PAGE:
Mary Sherman House

Reno Unity Center

The Reno Unity Center was built as a private residence in 1895, on the former lands of Alvaro Evans. Evans had sold a portion of his extensive land holdings to Reno financier A. G. Fletcher in 1889. Fletcher subdivided the block just south of the University of Nevada campus into 14 lots. Mrs. Mary Sherman purchased one of Fletcher’s lots for $450 and on it she built a lovely Free-Classic Queen Anne home. Although she was living there in 1900, the house was not Mrs. Sherman’s primary residence for long. Over the years, she leased it to a succession of people associated in one way or another with the University.

In 1923, she sold the house to Lucile and Charles Haseman, who taught mathematics at the university, founded its chapter of Phi Kappa Phi, and organized and directed its first mens glee club. His wife hosted meetings of the American Association of University Women and the Woman's Faculty Club in their home. Later renters included Mr. and Mrs. Cecil Creel and their son, Marshall. Cecil Creel served as director of the Agricultural Extension of the University of Nevada and was appointed as Nevada's emergency welfare relief administrator for President Franklin Roosevelt's New Deal relief programs.

In 1946, the owner at the time sold the house to the Reno Unity Center, which marked the beginning of a new life for the property. The original Queen Anne porch was modified to accommodate a set of double doors to signify its new use. While we do not know the precise date Reno’s Unity Center was established, we do know that the religious practice called simply “Unity” was founded in Kansas City, Missouri in the late nineteenth century by Charles and Myrtle Fillmore as a means of reconciling scientific thought and religion, and for the promotion of healing through affirmative prayer. In its early years, Unity had not developed an architectural expression of its faith, and meetings were held at "centers" rather than churches. The Reno Unity Center had been located in several different locations until the permanent site on Center Street was acquired.

According to records left behind in the building, the Reno Unity Center was well-attended. In addition to a lengthy membership list, a box full of marriage certificates from the 1940s and 1950s was discovered. One name in particular stood out on the membership list, that of Walter Baring. Baring was a native of Goldfield, the early twentieth-century mining boomtown, and a United States Congressman for Nevada. Baring’s sister Margery served as the pastor at the center between 1955 and 1975, and when Walter Baring died in July 1975, his memorial service was held there.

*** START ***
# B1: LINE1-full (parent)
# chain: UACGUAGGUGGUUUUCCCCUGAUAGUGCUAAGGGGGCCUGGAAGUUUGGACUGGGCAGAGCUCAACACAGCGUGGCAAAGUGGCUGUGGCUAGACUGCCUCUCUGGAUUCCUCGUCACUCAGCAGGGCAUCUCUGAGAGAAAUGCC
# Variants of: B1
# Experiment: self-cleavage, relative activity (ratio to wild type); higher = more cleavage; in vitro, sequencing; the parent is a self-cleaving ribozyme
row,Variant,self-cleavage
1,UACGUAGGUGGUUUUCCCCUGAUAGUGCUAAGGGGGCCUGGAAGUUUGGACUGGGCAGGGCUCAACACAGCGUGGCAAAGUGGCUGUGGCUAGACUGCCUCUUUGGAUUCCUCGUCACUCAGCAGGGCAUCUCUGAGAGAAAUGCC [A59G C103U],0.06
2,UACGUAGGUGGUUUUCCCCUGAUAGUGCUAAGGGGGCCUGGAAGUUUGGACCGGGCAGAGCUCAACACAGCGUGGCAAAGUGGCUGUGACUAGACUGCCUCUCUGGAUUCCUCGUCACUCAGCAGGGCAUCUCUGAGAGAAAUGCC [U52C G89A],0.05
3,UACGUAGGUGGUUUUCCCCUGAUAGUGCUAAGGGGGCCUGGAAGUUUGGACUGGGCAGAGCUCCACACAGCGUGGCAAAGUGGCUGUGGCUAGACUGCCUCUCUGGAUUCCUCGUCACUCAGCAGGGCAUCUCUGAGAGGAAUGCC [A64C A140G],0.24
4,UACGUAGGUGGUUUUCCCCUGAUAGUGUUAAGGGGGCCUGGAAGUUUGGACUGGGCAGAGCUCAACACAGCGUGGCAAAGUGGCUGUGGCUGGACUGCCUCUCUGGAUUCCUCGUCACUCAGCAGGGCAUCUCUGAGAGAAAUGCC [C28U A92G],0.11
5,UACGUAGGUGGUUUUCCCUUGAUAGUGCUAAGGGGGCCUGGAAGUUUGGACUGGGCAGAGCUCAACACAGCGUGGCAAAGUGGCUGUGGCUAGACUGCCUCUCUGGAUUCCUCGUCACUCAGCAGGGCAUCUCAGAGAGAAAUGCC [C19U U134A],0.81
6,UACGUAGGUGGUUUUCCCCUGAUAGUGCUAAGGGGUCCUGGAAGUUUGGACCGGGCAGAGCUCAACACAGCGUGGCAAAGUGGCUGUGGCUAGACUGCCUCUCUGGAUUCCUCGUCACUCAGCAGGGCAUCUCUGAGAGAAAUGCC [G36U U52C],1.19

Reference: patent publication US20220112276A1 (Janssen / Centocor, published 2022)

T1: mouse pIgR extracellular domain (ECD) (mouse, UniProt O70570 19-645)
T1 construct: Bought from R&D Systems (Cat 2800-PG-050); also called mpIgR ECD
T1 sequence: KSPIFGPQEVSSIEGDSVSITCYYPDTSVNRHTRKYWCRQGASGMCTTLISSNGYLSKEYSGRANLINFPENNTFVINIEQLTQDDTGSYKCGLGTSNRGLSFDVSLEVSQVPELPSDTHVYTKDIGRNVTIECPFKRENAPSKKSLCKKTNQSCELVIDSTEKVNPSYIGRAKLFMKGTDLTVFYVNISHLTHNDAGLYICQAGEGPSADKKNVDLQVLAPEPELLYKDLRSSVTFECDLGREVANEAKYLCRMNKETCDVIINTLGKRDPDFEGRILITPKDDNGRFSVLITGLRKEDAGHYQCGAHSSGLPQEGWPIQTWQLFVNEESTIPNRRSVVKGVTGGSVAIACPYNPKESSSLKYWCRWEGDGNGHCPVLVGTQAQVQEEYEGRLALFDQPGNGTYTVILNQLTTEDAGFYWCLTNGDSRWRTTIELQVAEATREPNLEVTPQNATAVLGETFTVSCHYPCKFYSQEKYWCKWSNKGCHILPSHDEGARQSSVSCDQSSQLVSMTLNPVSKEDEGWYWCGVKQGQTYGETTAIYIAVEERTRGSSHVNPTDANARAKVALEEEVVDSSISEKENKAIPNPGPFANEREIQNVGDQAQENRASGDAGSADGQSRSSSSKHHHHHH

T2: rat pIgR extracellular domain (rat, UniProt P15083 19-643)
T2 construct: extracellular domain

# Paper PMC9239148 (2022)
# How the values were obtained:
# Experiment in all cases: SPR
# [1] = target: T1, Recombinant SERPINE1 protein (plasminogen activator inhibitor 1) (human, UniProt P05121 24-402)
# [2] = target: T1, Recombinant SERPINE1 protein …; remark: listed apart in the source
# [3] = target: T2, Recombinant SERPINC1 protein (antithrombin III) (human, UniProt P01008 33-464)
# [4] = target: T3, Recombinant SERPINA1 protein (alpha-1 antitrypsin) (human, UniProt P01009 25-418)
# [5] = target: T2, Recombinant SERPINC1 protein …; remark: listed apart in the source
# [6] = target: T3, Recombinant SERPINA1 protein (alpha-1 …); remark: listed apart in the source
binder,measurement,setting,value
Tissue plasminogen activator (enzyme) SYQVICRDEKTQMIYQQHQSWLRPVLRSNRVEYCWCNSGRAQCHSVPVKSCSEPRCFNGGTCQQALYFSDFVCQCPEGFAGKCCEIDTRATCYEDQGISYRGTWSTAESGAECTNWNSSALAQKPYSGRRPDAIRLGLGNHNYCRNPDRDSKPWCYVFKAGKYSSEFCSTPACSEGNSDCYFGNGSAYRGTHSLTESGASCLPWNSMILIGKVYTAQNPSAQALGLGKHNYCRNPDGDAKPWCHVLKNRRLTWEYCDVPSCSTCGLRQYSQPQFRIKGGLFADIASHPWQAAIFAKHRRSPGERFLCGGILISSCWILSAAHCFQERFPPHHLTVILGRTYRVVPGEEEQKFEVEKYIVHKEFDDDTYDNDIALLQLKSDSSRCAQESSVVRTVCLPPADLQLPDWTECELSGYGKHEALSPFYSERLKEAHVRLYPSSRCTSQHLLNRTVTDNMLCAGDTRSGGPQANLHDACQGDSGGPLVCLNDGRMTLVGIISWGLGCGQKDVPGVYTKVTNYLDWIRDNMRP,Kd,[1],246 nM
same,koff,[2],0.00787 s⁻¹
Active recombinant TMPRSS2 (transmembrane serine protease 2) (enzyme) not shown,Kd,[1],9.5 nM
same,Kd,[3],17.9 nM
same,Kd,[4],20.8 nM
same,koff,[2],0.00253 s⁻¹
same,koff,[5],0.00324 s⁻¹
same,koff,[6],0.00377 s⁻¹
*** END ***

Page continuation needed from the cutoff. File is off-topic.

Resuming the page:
The Reno Unity Center occupied the Mary Sherman house until 1998 when the congregation moved to new quarters on Kings Row under the new name, the Unity Church of Reno. From 1998 to 2012, the Reno Unity Center served as a child care center. It was added to the Nevada State Register of Historic Places in 1998 and to the City of Reno historic register in 1999.

Images

Unity Center

Unity Center

The Unity Center in the mid-1990s before a new church was built on 7th Street. Image courtesy of Special Collections, University of Nevada, Reno Libraries View File Details Page

"Some of the prettiest homes in Reno"

"Some of the prettiest homes in Reno"

A newspaper article published in October of 1895 announced the imminent completion of Mary Sherman's house, as well as that of her new neighbor, L.D. Folsom. John M. Fulton's house, just to the north of hers, was already completed. Image courtesy of Nevada State Journal View File Details Page

Child care center, ca. 1998

Child care center, ca. 1998

At the time of its listing in the Nevada State Register of Historic Places, the Mary Sherman House served as a preschool and child care center. The double doors on the south side of the front porch were still in use. | Creator: Nevada State Historic Preservation Office View File Details Page

Queen Anne architecture, 2015

Queen Anne architecture, 2015

The Mary Sherman House is a free-classic subtype of Queen Anne architecture, characterized by the classical columns and pediments defining the porch. The double doors were added when the building was converted into a church. | Creator: Alicia Barber View File Details Page

A sacred reminder

A sacred reminder

A stone cross was inserted within the classical pediment over the porch when the Mary Sherman House became the Unity Center. | Creator: Alicia Barber View File Details Page

Area map, 1918

Area map, 1918

A Sanborn fire insurance map from 1918 shows the wood-frame homes on either side of Center Street in yellow and the brick Nevada Historical Society building (since demolished) in pink. The Mary Sherman House is second from the top on the west (left) side of the street. The "D" indicates that the structure was a dwelling. Courtesy of Mary B. Ansari Map Library, University of Nevada, Reno View File Details Page

Street Address:

847 North Center Street, Reno, NV [map]

Cite this Page:

Mella Harmon, “Mary Sherman House,” Reno Historical, accessed July 25, 2017, http://renohistorical.org/items/show/118.

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